In a homily at St. Patrick’s cathedral on Sunday, January 15, Archbishop Timothy Dolan of New York exhorted his congregation to “recapture the true meaning of sexual love” and recognize the great gift of the virtues of chastity and purity. He also spoke beautifully about marriage, calling it “the best image we have here on earth of the very way God loves us.”
“Chastity – purity,” defined the Archbishop, “is the virtue by which we integrate God’s wisdom about the joy and the beauty, the responsibility and the nobility of sexual love.” He added that chastity “frees us to enjoy this awesome gift of God, sexual love, in the healthiest, happiest relationship known to humanity, namely the tender, loving, faithful, fruitful, forever relationship we call marriage.”
Archbishop Dolan pointed out a few reasons why talking about chastity can make us uncomfortable and “antsy”: the virtue of chastity is a counter-cultural teaching that is difficult to live and often ignored, and chastity is often viewed as oppressive or misrepresented as being “anti-sex.” In light of the confusion about chastity or animosity toward it, the Archbishop remarked, “One of our most poignant challenges is to regain the upper ground on the ancient wisdom of chastity and purity, to recapture the true meaning of sexual love and credibly re-present it to ourselves…to our own Catholic and Christian people…and to a world that I’m afraid at times has reduced it to…nothing more than culture’s most popular contact sport.”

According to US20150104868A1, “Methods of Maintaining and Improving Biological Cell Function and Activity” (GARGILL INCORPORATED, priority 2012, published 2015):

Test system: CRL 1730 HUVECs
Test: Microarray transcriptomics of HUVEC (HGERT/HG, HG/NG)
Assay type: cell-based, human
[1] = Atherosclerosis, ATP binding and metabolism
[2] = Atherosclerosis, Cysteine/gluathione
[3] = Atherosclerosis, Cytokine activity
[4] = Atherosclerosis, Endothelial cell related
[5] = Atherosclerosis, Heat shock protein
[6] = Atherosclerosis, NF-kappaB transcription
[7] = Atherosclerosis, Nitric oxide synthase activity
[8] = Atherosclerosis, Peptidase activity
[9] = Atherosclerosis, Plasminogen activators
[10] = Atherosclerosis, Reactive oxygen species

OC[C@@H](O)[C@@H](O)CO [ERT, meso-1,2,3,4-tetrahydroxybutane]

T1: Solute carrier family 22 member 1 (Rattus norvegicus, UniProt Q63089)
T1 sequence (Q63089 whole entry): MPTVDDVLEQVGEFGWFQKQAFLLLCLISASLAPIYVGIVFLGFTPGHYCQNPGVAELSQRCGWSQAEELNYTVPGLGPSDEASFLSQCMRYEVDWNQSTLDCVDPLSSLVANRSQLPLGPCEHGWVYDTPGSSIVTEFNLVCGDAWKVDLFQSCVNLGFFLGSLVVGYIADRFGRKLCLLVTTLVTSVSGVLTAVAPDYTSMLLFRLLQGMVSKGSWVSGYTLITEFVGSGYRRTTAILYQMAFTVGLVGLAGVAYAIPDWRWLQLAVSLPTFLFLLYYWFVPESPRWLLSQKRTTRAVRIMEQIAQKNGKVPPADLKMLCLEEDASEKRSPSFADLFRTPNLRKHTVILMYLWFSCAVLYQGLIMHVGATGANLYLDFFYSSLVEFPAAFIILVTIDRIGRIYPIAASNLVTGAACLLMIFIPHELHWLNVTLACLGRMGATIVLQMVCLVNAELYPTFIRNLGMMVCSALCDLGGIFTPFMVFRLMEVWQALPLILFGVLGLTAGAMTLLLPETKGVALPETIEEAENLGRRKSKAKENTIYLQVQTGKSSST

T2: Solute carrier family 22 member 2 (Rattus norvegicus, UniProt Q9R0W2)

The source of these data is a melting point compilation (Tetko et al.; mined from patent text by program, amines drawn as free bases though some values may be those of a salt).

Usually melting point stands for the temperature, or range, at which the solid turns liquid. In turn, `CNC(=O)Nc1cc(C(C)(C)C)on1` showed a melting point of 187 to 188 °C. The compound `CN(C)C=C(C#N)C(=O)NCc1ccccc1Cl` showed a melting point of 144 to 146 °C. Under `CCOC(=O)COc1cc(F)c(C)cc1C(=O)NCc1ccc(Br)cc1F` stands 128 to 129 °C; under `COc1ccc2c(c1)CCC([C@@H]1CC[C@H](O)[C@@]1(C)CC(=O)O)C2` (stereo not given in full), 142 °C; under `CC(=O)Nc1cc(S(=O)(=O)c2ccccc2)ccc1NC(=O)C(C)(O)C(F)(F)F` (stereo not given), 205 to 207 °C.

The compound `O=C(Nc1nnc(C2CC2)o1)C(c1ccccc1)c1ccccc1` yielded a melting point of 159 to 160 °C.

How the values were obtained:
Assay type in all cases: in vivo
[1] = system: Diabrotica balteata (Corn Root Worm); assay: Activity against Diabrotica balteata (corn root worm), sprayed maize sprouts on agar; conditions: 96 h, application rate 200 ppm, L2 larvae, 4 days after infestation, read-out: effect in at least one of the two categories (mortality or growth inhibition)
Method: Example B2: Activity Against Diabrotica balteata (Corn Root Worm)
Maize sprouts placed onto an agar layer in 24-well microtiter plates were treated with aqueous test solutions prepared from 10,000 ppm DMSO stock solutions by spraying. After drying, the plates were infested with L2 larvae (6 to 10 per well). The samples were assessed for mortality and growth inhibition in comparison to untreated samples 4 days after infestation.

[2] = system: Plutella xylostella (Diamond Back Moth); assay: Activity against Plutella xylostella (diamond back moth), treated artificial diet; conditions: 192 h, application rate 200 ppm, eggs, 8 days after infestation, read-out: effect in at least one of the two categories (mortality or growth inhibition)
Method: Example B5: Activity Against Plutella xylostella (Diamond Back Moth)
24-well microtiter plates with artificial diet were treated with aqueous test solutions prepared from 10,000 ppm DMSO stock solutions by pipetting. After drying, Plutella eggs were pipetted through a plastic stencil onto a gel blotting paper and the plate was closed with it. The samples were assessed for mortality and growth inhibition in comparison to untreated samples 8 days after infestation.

And, of course, chastity is intimately linked with marriage. The Archbishop drew the connections between the two, saying:
“It is chastity and purity that are predicated on the poetry that the intimacy between a man and woman united in the lifelong, life-giving, loving, faithful bond of marriage is about the best image we have here on earth of the very way God loves us, and the best hint we have of the joy that awaits us in eternity.”
Listen to the entire homily here.
Explore USCCB resources on chastity.
Read what the Catechism says about chastity and marriage.
This needs to be preached long and hard, in season and out of season, until those in the pews believe it from their hearts. Marriage has been able to erode because no one knows what marriage in the eyes of God is suppose to look like. Unfortunately, most marriages are on the rocks before they ask for help. Marriage preparation should begin before the age of dating. Thank God for Theology of the Body.